Hojat-ol-Islam Sohbatollah Rahmani, the Atabat deputy of Iran’s Hajj and Pilgrimage Organization, noted that land borders between Iran and Iraq were closed to travelers two years ago due to the coronavirus pandemic.
He said while traveling via air has been made possible for Iranian pilgrims wishing to visit Iraq’s holy sites, the land borders remain closed despite some reports to the contrary.
Hojat-ol-Islam Rahmani said the head of the organization traveled to Iraq for talks with the Arab country’s officials and the reopening of the land borders and removing visa requirements were among the major topics of discussions during the trip.
He expressed hope that officials in Baghdad will allow Iranians’ land trips to Iraq and remove visa requirements, which will lead to more pilgrimage trips by both Iranians and Iraqis to the other country.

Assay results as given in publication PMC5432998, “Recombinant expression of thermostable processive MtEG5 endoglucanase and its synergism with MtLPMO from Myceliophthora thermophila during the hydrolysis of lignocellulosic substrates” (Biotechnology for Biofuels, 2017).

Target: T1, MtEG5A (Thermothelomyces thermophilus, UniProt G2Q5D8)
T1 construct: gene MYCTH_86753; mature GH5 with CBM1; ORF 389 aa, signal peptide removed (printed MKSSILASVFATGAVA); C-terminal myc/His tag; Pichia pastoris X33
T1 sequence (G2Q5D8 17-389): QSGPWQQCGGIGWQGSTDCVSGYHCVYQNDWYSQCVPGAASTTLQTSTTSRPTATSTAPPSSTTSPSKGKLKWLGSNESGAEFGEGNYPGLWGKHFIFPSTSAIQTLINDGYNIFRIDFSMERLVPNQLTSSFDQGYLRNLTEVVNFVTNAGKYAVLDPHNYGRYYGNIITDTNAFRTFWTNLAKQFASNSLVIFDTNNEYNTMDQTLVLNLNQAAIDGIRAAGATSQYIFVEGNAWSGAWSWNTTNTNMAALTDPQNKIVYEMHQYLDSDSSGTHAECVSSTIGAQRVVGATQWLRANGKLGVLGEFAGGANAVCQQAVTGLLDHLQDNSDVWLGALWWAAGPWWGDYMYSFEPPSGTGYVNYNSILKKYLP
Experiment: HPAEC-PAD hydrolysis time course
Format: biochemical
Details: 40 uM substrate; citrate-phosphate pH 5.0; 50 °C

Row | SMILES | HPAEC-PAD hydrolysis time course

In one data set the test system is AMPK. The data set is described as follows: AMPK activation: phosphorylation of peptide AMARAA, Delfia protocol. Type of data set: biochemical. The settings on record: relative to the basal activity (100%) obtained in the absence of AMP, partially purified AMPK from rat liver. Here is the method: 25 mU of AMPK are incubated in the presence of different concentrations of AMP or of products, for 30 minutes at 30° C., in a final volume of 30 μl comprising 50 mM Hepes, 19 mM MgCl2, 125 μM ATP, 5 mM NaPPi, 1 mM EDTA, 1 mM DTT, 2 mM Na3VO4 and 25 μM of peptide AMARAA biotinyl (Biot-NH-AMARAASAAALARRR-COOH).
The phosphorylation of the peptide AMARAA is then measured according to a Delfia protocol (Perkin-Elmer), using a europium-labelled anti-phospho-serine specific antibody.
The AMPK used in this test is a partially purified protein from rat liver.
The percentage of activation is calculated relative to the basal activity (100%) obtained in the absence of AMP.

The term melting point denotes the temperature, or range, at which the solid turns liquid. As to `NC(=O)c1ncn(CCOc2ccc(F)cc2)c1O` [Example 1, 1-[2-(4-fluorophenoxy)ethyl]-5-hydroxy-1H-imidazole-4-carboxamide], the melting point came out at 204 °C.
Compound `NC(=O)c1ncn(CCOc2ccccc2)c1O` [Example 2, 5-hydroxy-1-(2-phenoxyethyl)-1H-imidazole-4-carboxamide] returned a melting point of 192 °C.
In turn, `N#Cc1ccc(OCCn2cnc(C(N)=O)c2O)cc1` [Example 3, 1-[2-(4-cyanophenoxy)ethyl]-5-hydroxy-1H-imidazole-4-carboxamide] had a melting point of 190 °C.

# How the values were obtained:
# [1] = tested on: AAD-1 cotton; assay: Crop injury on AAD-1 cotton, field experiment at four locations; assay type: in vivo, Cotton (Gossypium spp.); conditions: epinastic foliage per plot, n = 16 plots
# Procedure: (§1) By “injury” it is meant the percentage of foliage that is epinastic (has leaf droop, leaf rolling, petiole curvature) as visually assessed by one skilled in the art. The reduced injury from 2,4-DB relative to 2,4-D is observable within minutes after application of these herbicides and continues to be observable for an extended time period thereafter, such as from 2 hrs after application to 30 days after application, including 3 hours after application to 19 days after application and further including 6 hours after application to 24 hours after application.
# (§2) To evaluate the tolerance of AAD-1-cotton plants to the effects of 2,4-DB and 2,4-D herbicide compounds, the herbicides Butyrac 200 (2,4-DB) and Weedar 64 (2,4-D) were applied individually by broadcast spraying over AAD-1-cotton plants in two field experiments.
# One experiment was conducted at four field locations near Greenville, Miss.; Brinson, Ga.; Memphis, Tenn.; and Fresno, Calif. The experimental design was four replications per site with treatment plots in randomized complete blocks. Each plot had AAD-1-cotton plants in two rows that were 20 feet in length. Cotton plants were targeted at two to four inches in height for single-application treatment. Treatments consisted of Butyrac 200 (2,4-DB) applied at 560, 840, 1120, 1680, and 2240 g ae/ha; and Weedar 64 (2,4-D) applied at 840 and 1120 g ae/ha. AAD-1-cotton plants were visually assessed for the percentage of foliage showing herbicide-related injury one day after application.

The official went on to say that in that case, Iran would be ready to dispatch 5,000 pilgrims to Iraq via land borders every day while ensuring compliance with the health protocols.
Earlier this week, Majid Mirahmadi, deputy Interior Minister and head of Iran’s Arbaeen Headquarters, said that according to negotiations made between Tehran and Baghdad, visa requirements for Iranian pilgrims will be removed during the Arbaeen season.
Speaking to reporters on the sideline of a meeting of the Headquarters, he said that the Iraqi interior minister is also set to visit Tehran in the near future.
Arbaeen comes 40 days after Ashura, the martyrdom anniversary of the third Shia Imam, Imam Hussein (AS). This year’s Arbaeen falls on September 17.
Pointing to the probable hot weather conditions at the time of ritual, Mirahmadi said measures should be implemented to prevent pilgrims’ possible heat exhaustion including installing shades and establishing ice factories.
Each year, a huge crowd of Shias flock to Karbala, where the holy shrine of Imam Hussein (AS) is located, to perform mourning rites.
The ritual had been limited in the past two years due to the COVID-19 outbreak.